Then, in 2021, the 355-member cooperative received funding from the Rainforest Alliance’s Africa Cocoa Fund, a three-year initiative to help cocoa farmers implement the Rainforest Alliance Certification Program and preserve landscapes across West and Central Africa.
Edi explained that the ACF has been very helpful, enabling the cooperative to implement our assess-and-address system to tackle child labor. This holistic approach involved training co-op members in identifying and mitigating child labor risks, running awareness-raising activities in the wider community, and surveying local families to learn if they have children who should be in school.
The ACF also helped the co-op invest in women-led businesses, including the production of fruits and vegetables, like cassava, as well as chicken-rearing thanks to the purchase of 3,000 hens. This all amounted to improved financial security that helped parents pay school fees and hire the workers needed to operate their farms. Later, the cooperative used ACF funding to strengthen their chicken farming business by buying a car and new hens to replace the older ones.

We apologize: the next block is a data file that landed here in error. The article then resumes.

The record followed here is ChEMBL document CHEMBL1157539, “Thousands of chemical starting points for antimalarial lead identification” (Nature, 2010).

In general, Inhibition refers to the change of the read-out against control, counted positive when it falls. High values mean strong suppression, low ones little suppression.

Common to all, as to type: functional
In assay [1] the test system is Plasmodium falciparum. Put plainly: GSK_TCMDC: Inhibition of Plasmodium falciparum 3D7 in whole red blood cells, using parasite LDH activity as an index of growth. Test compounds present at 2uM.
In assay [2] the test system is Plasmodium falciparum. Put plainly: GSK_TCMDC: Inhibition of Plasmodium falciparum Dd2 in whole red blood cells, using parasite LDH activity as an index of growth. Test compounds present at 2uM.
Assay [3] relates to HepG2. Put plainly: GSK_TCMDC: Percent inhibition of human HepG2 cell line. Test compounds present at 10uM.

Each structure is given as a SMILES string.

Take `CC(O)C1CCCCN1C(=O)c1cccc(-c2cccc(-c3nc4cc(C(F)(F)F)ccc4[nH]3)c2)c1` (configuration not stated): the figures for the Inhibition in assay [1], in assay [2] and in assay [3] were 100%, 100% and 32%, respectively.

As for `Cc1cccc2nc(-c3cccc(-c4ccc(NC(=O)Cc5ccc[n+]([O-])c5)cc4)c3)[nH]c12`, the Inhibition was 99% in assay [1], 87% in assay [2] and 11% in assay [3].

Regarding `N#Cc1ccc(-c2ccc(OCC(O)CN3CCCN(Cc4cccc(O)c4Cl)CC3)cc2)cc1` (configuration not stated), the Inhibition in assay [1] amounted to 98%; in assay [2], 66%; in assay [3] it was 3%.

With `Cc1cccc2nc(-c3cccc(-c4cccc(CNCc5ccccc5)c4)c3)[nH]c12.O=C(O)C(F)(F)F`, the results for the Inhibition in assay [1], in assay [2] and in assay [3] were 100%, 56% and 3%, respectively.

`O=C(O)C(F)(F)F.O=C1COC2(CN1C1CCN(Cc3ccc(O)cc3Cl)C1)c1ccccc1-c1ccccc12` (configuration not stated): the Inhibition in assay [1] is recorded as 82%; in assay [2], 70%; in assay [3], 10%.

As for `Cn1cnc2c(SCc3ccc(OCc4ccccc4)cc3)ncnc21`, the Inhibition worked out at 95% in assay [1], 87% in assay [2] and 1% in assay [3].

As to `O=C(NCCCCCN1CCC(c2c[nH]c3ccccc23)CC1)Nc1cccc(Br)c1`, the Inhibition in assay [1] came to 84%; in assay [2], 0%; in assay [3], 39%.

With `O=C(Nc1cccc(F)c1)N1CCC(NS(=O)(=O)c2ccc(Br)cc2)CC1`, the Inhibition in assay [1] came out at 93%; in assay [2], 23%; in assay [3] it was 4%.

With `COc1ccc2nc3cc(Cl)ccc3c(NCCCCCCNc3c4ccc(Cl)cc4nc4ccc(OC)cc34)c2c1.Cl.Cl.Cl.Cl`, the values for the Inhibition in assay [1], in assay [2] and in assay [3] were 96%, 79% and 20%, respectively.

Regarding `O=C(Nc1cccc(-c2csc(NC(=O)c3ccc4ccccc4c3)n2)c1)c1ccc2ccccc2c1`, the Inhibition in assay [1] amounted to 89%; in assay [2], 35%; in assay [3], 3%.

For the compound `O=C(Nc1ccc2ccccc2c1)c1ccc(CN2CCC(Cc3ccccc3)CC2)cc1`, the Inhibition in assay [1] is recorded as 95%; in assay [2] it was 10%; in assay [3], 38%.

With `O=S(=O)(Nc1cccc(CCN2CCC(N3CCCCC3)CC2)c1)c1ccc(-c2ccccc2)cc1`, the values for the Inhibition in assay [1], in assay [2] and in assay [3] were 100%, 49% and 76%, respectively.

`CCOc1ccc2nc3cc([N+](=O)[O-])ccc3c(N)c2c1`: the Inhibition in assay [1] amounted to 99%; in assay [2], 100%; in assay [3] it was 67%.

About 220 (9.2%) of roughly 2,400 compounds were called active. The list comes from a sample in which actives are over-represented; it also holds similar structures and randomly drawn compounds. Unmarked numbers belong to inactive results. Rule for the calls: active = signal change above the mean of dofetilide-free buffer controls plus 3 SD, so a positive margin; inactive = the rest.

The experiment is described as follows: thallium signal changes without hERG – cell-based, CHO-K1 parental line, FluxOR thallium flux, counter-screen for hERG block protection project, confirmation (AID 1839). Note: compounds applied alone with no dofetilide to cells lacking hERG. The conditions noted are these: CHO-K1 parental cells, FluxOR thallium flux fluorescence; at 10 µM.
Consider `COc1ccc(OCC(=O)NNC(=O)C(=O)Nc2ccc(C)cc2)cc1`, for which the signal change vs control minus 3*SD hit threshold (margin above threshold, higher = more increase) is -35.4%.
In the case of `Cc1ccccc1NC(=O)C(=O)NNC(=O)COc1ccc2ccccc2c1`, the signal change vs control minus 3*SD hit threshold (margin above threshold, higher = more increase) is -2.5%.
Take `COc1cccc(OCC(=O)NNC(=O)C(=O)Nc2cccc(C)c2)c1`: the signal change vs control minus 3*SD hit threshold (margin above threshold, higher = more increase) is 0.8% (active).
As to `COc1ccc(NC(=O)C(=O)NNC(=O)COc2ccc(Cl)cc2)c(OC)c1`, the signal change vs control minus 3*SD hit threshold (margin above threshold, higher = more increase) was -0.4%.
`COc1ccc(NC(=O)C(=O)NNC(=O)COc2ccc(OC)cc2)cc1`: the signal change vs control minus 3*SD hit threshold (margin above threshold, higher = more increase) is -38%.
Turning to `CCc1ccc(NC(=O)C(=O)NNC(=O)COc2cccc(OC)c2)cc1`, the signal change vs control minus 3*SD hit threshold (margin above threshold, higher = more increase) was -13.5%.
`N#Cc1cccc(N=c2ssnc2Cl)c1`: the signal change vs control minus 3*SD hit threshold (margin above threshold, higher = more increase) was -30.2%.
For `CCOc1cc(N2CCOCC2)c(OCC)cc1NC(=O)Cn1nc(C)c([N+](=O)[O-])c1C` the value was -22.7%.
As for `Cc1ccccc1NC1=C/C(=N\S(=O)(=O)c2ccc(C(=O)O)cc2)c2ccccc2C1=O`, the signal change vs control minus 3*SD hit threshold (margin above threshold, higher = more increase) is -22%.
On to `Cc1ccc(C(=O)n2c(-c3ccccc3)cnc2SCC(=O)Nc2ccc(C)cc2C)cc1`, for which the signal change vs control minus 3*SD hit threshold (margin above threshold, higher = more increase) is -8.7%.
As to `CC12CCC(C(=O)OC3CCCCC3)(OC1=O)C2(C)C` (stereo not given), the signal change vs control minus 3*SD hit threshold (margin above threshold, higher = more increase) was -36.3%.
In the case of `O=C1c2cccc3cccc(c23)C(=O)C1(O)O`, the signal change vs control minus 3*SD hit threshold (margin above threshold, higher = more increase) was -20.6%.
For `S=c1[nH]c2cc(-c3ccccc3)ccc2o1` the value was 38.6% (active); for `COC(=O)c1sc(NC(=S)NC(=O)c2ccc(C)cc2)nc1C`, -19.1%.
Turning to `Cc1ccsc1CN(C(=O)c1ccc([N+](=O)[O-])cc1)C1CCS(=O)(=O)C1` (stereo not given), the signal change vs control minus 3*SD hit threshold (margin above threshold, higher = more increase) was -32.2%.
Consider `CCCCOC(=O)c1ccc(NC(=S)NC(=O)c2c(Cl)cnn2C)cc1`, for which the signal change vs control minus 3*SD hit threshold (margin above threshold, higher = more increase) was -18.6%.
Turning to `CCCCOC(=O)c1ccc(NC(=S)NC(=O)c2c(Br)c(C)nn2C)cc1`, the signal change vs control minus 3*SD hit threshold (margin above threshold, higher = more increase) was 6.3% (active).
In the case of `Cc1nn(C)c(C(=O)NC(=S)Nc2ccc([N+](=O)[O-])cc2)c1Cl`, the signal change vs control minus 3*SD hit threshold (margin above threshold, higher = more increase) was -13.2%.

Advocating for smallholders on the international stage
Working with the Rainforest Alliance advocacy team, Edi recently joined four other smallholder farmers from around the world to share their experiences with European Union legislators in Brussels. This meeting was part of an effort to influence the development of the Corporate Sustainability Due Diligence Directive (CSDDD), a bill that will set requirements for companies operating in the EU to conduct human rights and environmental due diligence in their value chains.